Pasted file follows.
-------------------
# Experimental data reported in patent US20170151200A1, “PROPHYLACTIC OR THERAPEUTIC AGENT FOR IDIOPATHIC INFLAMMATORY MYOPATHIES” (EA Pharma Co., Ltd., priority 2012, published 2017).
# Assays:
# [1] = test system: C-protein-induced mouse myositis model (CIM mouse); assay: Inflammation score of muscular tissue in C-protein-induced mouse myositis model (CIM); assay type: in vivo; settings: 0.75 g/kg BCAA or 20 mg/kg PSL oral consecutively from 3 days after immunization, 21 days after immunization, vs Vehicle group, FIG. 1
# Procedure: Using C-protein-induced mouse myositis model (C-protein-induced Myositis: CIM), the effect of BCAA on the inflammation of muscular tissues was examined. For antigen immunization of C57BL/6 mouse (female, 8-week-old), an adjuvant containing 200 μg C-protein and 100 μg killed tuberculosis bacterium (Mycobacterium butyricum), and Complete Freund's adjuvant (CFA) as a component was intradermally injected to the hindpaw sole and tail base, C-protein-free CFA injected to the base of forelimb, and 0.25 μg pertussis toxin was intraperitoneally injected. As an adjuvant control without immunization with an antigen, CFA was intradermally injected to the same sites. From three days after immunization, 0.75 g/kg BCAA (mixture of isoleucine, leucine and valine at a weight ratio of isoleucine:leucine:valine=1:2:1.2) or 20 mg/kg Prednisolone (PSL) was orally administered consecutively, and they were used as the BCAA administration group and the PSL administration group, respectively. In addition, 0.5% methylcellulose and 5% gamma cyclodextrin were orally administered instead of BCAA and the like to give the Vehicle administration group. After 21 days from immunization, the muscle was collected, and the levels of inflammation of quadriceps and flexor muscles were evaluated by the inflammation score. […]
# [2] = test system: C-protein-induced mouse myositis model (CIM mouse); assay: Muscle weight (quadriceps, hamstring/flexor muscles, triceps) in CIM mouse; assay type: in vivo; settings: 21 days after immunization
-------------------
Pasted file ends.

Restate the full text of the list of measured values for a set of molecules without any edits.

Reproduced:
# Experimental data reported in patent US20170151200A1, “PROPHYLACTIC OR THERAPEUTIC AGENT FOR IDIOPATHIC INFLAMMATORY MYOPATHIES” (EA Pharma Co., Ltd., priority 2012, published 2017).
# Assays:
# [1] = test system: C-protein-induced mouse myositis model (CIM mouse); assay: Inflammation score of muscular tissue in C-protein-induced mouse myositis model (CIM); assay type: in vivo; settings: 0.75 g/kg BCAA or 20 mg/kg PSL oral consecutively from 3 days after immunization, 21 days after immunization, vs Vehicle group, FIG. 1
# Procedure: Using C-protein-induced mouse myositis model (C-protein-induced Myositis: CIM), the effect of BCAA on the inflammation of muscular tissues was examined. For antigen immunization of C57BL/6 mouse (female, 8-week-old), an adjuvant containing 200 μg C-protein and 100 μg killed tuberculosis bacterium (Mycobacterium butyricum), and Complete Freund's adjuvant (CFA) as a component was intradermally injected to the hindpaw sole and tail base, C-protein-free CFA injected to the base of forelimb, and 0.25 μg pertussis toxin was intraperitoneally injected. As an adjuvant control without immunization with an antigen, CFA was intradermally injected to the same sites. From three days after immunization, 0.75 g/kg BCAA (mixture of isoleucine, leucine and valine at a weight ratio of isoleucine:leucine:valine=1:2:1.2) or 20 mg/kg Prednisolone (PSL) was orally administered consecutively, and they were used as the BCAA administration group and the PSL administration group, respectively. In addition, 0.5% methylcellulose and 5% gamma cyclodextrin were orally administered instead of BCAA and the like to give the Vehicle administration group. After 21 days from immunization, the muscle was collected, and the levels of inflammation of quadriceps and flexor muscles were evaluated by the inflammation score. […]
# [2] = test system: C-protein-induced mouse myositis model (CIM mouse); assay: Muscle weight (quadriceps, hamstring/flexor muscles, triceps) in CIM mouse; assay type: in vivo; settings: 21 days after immunization